5 Mar

Switching Places: Letting The Student Become The Teacher

Carol had tried everything when it came to helping her middle school daughter Claire understand her math homework. As if teenage girls and their moms don’t have enough to butt heads about, trying to figure out the math homework became a nightly battle, and nobody was winning.

In a moment of frustration, Carol asked her daughter to “just tell me what your teacher is telling you to do!!” Sarcastically and with a bit of an attitude, Claire stood up in front of her and pretended to be standing in front of a chalkboard. She began to explain the particular concept from the very beginning. Carol stopped and asked Claire to clarify something she had said, and Claire was able to go back and help her mother understand. It then clicked for Carol: if Claire could teach Carol, instead of the other way around, Claire would be able to learn the content thoroughly. She had always heard that the best way to test if you really know something is to teach it to someone else. By teaching, you quickly learn how much you know, and learn how to word things differently and still come to the same answer.kidsteachingkids

And this began Carol and Claire’s breakthrough study method. Each night, Claire would come home and stand in front of Carol and “teach” her the new concept they had learned in class that day. Carol would always ask “why?” in order for Claire to fully explain why she did each step and how it contributed to the final outcome.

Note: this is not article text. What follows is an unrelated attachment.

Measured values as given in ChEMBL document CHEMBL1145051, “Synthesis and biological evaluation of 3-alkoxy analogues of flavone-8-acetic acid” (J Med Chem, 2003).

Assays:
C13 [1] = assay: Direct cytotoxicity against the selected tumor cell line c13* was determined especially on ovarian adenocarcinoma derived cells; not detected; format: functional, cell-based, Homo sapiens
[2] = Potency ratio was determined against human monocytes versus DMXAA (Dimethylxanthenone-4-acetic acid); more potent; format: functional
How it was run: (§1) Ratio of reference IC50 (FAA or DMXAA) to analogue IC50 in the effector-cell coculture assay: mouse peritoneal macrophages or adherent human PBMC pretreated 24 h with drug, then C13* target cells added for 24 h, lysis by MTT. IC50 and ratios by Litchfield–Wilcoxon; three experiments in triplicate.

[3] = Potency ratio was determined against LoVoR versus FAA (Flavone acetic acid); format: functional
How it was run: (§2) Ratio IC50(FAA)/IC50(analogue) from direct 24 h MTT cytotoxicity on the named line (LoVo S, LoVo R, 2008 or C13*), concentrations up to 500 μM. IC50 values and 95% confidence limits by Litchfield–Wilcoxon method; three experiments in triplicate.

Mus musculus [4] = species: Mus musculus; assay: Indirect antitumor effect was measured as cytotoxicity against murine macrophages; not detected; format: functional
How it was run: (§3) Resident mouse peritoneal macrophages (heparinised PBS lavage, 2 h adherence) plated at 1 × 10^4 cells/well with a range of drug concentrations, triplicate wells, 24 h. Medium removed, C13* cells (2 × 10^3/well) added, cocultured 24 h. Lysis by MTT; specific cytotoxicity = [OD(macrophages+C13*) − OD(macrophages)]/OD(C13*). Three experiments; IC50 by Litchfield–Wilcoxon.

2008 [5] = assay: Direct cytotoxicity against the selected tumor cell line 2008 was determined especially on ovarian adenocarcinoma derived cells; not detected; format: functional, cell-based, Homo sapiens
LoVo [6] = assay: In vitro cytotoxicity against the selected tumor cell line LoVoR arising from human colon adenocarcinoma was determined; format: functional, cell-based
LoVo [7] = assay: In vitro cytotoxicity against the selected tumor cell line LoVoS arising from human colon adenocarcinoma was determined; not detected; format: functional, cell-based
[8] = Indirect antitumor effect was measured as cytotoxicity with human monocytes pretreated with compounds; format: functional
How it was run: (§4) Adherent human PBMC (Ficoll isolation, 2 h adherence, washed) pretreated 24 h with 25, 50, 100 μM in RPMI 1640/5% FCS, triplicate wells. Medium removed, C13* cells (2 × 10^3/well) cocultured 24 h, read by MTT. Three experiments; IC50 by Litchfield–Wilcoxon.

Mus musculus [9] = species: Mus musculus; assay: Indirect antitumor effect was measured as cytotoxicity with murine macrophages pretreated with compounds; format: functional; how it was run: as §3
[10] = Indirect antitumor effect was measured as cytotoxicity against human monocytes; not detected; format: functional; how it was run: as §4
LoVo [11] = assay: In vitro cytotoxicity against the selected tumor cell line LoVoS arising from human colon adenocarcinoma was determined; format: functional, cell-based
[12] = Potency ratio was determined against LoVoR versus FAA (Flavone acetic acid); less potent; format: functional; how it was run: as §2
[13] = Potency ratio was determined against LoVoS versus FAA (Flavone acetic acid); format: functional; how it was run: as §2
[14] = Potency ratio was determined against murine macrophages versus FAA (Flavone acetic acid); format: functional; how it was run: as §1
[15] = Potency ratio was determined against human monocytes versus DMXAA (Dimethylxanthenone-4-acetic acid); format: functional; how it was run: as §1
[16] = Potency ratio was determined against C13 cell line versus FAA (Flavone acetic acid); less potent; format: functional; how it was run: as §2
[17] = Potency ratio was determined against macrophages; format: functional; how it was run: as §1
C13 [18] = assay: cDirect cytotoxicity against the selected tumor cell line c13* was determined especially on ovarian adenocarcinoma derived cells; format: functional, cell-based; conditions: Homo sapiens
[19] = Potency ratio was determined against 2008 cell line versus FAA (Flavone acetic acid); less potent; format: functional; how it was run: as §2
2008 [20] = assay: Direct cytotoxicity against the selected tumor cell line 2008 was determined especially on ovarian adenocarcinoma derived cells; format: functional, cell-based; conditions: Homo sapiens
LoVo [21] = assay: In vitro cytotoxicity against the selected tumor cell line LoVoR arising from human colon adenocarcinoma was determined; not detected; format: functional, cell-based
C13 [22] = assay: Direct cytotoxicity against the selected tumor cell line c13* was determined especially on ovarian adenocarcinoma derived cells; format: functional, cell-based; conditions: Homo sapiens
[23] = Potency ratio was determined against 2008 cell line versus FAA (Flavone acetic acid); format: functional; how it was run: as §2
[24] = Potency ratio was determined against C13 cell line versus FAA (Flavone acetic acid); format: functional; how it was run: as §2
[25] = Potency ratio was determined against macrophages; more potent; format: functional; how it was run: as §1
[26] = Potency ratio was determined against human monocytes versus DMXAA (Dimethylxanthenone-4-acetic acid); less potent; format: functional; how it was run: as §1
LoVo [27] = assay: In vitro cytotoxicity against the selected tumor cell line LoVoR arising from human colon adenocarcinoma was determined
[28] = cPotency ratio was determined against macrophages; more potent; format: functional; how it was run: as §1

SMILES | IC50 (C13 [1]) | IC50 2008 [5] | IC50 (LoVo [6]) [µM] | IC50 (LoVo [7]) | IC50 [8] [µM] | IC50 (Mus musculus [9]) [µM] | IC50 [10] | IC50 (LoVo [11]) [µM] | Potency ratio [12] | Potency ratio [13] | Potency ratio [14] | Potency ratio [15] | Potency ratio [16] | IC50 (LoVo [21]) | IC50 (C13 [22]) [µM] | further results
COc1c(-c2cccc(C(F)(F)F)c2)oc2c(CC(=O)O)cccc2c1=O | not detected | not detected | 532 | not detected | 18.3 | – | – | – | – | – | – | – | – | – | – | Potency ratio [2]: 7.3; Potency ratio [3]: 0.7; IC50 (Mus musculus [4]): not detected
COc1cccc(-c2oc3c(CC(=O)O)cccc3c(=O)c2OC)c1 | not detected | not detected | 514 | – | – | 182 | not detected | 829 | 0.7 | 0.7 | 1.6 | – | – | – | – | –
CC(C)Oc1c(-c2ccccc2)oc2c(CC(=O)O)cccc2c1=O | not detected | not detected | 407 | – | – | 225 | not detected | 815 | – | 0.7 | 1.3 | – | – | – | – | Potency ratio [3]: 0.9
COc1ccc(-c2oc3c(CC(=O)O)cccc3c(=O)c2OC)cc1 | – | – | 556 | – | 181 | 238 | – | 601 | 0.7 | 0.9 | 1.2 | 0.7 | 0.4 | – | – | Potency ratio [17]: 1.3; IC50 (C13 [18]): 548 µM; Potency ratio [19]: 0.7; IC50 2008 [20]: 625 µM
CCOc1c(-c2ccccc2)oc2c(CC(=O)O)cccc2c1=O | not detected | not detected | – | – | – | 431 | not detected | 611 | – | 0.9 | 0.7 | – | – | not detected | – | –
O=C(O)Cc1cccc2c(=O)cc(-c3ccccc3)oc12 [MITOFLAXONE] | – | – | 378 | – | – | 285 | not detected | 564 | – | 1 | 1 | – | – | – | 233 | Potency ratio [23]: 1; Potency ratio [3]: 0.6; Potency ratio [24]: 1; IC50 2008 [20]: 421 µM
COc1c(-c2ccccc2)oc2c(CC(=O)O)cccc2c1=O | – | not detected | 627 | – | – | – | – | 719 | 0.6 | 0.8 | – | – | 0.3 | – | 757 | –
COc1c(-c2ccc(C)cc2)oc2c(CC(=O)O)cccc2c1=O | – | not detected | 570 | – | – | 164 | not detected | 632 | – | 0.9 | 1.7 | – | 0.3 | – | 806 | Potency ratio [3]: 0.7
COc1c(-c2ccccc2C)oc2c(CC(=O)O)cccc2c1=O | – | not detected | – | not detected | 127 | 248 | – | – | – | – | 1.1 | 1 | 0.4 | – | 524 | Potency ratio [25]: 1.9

Teaching the subject to her mother helped Claire feel in control, and made it much less of a power struggle between the two. It allowed Claire to feel confident in her knowledge and in her ability to teach someone else something that she had just learned.

Claire’s grades went up dramatically, and her teachers took notice right away. When they learned what Claire and her mom were doing at home, they incorporated it into class time; having students with a firm grasp of the content teach smaller groups, and then having each of the students teach the others in the group. The feedback from the students was very positive. They enjoyed hearing the content presented in a different way, and loved that their classmates could give real world examples that made sense to them. It created a stronger bond between the students, and test scores skyrocketed.

Studies show over and over again that teaching something to someone else is a great way for both people to learn and understand a new concept. Knowing that they are responsible for someone else’s understanding of a new subject helps students focus and pay attention to what they are learning, as most students don’t want to let their classmates down or appear unprepared. This combined with math tutoring is a great combination for accelerating learning.

The benefits to “teaching as learning” are endless, and may be just the trick your struggling student needs to boost their confidence and their grades.

 

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